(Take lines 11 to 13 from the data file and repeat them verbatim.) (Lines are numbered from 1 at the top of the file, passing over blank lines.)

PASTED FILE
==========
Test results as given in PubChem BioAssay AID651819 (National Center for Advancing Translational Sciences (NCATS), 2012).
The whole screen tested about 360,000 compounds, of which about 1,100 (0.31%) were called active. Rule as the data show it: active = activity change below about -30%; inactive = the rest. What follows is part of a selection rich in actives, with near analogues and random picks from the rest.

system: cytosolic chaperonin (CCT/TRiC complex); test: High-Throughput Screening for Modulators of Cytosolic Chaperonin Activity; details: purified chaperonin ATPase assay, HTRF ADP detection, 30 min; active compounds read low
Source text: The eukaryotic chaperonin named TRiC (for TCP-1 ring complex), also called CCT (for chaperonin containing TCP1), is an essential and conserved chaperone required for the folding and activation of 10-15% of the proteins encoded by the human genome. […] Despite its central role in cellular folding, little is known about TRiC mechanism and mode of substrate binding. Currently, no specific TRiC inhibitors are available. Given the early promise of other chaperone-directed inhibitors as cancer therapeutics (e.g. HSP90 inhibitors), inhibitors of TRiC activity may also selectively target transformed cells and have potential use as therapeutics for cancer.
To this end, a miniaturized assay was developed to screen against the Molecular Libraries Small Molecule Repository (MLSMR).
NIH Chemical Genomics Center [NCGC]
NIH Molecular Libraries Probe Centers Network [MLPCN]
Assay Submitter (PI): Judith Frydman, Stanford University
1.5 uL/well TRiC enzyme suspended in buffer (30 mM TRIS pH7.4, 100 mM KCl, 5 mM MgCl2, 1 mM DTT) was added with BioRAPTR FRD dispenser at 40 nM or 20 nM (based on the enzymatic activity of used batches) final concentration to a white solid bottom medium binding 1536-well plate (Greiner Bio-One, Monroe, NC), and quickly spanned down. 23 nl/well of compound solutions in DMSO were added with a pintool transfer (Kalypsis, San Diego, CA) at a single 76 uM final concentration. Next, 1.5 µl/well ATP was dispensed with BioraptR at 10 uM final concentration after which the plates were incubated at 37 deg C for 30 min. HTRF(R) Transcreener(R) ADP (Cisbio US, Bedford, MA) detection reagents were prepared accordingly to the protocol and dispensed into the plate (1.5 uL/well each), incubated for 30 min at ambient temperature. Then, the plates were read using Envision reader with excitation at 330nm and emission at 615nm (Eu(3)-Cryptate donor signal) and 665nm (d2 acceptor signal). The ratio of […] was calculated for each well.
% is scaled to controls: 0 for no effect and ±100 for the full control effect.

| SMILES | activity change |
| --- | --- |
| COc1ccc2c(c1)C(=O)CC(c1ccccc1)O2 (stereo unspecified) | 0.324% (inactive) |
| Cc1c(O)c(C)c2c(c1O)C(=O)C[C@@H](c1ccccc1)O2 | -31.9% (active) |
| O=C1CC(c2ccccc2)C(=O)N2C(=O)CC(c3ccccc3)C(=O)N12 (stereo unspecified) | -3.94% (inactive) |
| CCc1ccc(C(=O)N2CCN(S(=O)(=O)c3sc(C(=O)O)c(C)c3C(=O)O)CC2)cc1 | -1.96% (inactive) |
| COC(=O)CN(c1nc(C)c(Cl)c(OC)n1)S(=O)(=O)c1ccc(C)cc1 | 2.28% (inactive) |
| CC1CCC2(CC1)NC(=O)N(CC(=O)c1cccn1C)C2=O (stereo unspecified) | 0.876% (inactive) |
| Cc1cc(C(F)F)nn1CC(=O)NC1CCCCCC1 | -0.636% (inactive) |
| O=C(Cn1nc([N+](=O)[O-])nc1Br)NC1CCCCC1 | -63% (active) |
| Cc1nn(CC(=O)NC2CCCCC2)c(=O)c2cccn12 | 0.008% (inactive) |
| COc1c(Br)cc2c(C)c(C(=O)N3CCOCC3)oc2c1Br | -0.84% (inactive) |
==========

| SMILES | activity change |
| --- | --- |
| COc1ccc2c(c1)C(=O)CC(c1ccccc1)O2 (stereo unspecified) | 0.324% (inactive) |